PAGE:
fruit of the spirit

Joy Part 2: Quiet Confidence

“Your goodness and unfailing kindness shall be with me all of my life, and afterwards I will live with you forever in your home.” (Psalm 23:6)

So, Cinderella—she had a rough go of it, right? Evil stepmother. Jealous stepsisters. Fun fact: Her original name was Ella, but since she cleaned the cinders out of the fireplace, her stepsisters started calling her Cinderella, and the mean nickname stuck.

Do you know how the story ends? No, not with the Fairy Godmother. No, not with the mice and pumpkin and glass slippers. No, not even with marrying the prince.

We all know how it ends: She lived happily ever after. Just like Snow White, Rapunzel, Ariel, and Sleeping Beauty. Fairy tale authors hand out happily-ever-after endings all over the place.

Y’all, happily ever after isn’t real. But joyfully ever after is a very-real gift from God.

Kay Warren says this about joy: “Joy is the settled assurance that God is in control of all the details of my life, the quiet confidence that ultimately everything is going to be all right, and the determined choice to praise God in all things.”

It seems that, if joy is an option, it wouldn’t take much to persuade Christians to embrace it. But the truth is, we find it difficult to remain joyful when things aren’t going our way. Could it be that we don’t really believe what we profess? Could it be that deep down we doubt whether God is going to make everything right in the end?

Joy is a supernatural gift from God. It flourishes in a heart confident of God’s intention and power to make all things end up as they should. If we find ourselves daunted and fearful about our circumstances, we may also find our joy diminished.

Do we truly realize what our future holds? According to Psalm 23:6, God’s goodness will be with us every day for all of our years on earth. His kindness will never fail us. We are surrounded by his tender care every minute of our earthly lives. When this life is over, jackpot! We move into heaven, where the splendor is beyond anyone’s ability to imagine.

We may have troubles in this world, but temporary trouble doesn’t change our future. God’s children will ultimately be OK. Believe it.

If you’re having trouble with joy, here’s some practical advice from Psalm 95:1: “Come on, everyone! Let’s sing for joy to the Lord! Let’s shout our loudest praises to our God who saved us!” So many Bible verses associate singing, shouting, and praise with joy. When you’re running short on joy, try shouting a praise at the top of your lungs. Or enthusiastically singing a worship song. Or a roar a heartfelt hallelujah.

Our God is faithful. Our future is amazing, and it’s guaranteed. We have every reason to abound in joy.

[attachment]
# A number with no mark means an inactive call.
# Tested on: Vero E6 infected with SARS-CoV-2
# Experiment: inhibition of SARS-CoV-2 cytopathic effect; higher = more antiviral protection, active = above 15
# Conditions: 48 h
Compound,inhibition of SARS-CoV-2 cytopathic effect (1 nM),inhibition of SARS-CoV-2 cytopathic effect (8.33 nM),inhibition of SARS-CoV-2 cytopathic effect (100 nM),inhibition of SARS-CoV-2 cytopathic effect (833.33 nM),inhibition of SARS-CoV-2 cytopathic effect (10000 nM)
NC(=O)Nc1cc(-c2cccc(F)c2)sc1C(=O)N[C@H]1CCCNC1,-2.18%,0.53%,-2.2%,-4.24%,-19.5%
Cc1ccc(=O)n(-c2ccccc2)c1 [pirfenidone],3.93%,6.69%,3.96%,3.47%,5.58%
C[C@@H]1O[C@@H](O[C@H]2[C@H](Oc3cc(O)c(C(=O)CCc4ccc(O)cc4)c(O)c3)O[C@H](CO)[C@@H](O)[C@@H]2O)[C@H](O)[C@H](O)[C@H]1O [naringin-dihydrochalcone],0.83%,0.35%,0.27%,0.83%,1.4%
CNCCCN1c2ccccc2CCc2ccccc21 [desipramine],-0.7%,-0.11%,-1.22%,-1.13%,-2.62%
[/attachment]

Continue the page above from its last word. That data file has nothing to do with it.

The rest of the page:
Dear God, I want to live “joyfully ever after.” When my world is noisy and confusing, help me rest in your quietness and peace. When I don’t see how things can turn out OK, help me focus on your provision and kindness. Let me shout your praise and sing for joy in the midst of any storm. Fill me with your joy. In Jesus’s name, amen.


Perpetual Worship

“I will praise the Lord at all times. His praise will continually be on my lips.” (Psalm 34:1)

Worship should continually spring from the depth of our souls. But that’s not always the case, is it?

Consider this person’s story: “My family was going through an unsettling time with jobs and finances. It had been a difficult week, but I was in church on Sunday, joining with the others in the congregation in singing the beautiful song, ‘Ever Be’ by Bethel Music. I heard myself singing the words, ‘Your praise shall ever be on my lips,’ when I realized that, in the past week, I had actually whined and complained much more than I had praised. I wasn’t singing the truth. Tears began to fall, and I asked God to put praise back in my heart and on my lips.”

Can you identify? Do you ever find yourself complaining or criticizing more than you praise?

The Bible tells us that heaven will be filled with spontaneous worship, shouts of the worthiness of God and the Lamb. Revelation 4:10-11 gives us an example: “…They cast their crowns before the throne, saying, ‘Worthy are you, our Lord and God to receive glory and honor and power, for you created all things and by your will they existed and were created.’”

Heaven is a place of worship. Really, how could we not worship when we see God sitting in the throne room of heaven? When we come face to face with Jesus, who redeemed us with his own blood? When everything we hoped for becomes a reality?

But should it be any different here? Praise and worship should continuously flow throughout the earth from the lips of those who have been redeemed by the blood of Jesus. The Lord’s prayer says, “Your will be done on earth as it is in heaven” (Matthew 6:10). There should be spontaneous, heartfelt worship on earth just as there is spontaneous, heartfelt worship in heaven.

What has been on our lips this past week? Has it been more worship and praise, or more criticism and complaints? Friend, God is worthy of our worship, in good times as well as difficult times. As we praise God here on earth, we prepare for that glorious day when our voices join the throng of worshippers gathered in the throne room of heaven. What a day that’s going to be!

Lord God, you are so worthy of my praise. I repent of the times when worship has been far from my heart and not at all on my lips. Fill my heart with a revelation of your holiness and power. Remind me of how you rescued me. I praise you for your faithfulness, your forgiveness, and your never-failing love. In Jesus’s name, amen.